Mattel added the following text:

Some big news from El Segundo is that Felix Holst will be taking a broader roll in the Mattel Wheels Division taking over Hotwheels innovation (track sets, monster Jam, Battle Force Five amongst others) as well as Matchbox Innovation and Tyco RC. This move unfortunately means he will be stepping away from Diecast products for awhile to focus on the broader development of all three brands. The Matchbox die cast team will remain unchanged but will now report in to Alec Tam, Director of Design for HotWheels/Matchbox diecast. Felix will be keeping a watchful eye on the development of the diecast line but will be stepping away from any direct involvement in the diecast line.
He is very excited about his new challenge and growing role but is very sad to be leaving the area of the brand for which he has so much passion and hopes that the collector community will continue to support, Dave, Ryu, Michael, Mark and Jeremy and will welcome Alec to the Matchbox fold with open arms.

I think that this carreer move can have an important positive impact on the future of the Matchbox line. It’s good to see that on a more strategic position within the Mattels Wheels Division we have a passionate Matchbox man!

Felix Holst will certainly make sure that the Matcbox line benefits from this. Felix Holst is looking forward very much to this position and I am sure he will get all the support from the collector’s world he needs.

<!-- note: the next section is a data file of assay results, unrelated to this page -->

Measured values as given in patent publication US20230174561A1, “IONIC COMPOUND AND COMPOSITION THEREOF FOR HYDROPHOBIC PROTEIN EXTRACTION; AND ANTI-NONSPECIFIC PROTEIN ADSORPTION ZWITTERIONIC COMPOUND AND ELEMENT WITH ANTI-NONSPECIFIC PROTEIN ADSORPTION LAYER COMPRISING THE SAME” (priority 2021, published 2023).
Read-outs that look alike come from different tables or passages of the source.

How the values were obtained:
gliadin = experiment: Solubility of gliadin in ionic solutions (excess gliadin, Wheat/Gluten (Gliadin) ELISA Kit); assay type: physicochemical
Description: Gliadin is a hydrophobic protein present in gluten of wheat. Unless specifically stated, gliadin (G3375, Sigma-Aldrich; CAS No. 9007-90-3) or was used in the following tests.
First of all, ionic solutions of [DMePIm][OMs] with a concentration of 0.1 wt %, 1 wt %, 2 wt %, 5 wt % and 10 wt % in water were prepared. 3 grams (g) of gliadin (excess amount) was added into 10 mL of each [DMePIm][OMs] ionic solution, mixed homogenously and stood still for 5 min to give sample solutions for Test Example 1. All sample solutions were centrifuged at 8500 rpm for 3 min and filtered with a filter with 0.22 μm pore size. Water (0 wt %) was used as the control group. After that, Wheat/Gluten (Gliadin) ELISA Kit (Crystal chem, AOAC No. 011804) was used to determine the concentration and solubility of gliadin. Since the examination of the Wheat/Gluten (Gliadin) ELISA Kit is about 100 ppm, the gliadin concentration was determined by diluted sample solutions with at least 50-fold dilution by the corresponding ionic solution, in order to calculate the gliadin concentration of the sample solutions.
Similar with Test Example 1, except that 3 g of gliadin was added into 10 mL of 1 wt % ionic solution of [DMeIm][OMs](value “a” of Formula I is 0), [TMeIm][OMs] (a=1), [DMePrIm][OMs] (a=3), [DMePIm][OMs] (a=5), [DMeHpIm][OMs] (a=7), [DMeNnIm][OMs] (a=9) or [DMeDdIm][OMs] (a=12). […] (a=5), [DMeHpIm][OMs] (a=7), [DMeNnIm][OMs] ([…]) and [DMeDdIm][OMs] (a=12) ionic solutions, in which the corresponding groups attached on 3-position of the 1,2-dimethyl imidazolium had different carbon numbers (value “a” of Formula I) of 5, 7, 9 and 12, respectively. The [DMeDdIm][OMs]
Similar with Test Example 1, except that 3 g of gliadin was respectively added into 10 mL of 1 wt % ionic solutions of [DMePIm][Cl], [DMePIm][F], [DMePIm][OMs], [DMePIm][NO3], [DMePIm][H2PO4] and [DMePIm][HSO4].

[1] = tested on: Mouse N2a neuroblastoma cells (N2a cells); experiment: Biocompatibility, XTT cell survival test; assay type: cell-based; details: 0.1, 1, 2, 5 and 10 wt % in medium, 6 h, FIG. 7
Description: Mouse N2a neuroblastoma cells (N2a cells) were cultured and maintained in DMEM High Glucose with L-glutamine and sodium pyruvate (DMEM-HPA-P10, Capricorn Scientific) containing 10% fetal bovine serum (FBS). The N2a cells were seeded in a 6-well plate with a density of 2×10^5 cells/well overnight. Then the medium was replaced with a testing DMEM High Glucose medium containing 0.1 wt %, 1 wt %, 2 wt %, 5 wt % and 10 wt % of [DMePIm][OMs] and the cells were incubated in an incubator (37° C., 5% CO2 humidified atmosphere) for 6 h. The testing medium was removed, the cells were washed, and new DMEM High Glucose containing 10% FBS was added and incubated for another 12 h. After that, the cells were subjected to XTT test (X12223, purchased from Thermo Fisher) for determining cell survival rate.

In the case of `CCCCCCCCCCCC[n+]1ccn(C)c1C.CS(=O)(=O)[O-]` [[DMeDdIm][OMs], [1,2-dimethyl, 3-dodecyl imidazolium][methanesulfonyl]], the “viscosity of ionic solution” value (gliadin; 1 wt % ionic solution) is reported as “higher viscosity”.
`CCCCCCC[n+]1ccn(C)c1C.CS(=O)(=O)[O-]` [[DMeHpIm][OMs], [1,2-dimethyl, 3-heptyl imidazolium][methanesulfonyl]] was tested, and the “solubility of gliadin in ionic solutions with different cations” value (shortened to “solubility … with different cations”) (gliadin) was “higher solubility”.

If you have any question for me to discuss with Mattel or any remark on the report please mail me at [email protected]

Attachment 1.

This is an excerpt of my PowerPoint Presentation discussed with Mattel at the start of my period as Ambassador 2009/2010.
This presentation shows my private opinion on a number of issues I have collated over the years based on my contacts as Matchbox Collector.
This presentation doesn’t show any opinion, approval or disapproval of Mattel.

1. The Matchbox Collecting Community.
I explained that there are in broad lines 6 different areas of collecting (I have limited myself to
the Die Cast section of Matchbox) being:
a. Miniatures.
The 1953 Regular Wheels, Superfast Made in England, Superfast made elsewhere.
b. Convoys and Busses.
Twin Packs, Conventional Convoys, Premier Collectibles, Matchbox Collectibles, White Rose, Super Convoys and Real Working Rigs.
c. Scale 1: 43.
Conventional Models of Yesteryear, Matchbox Collectibles Models of Yesteryears, Conventional Dinky Toys, Matchbox Collectibles, Dinky Toys and the different King Size Models over the year.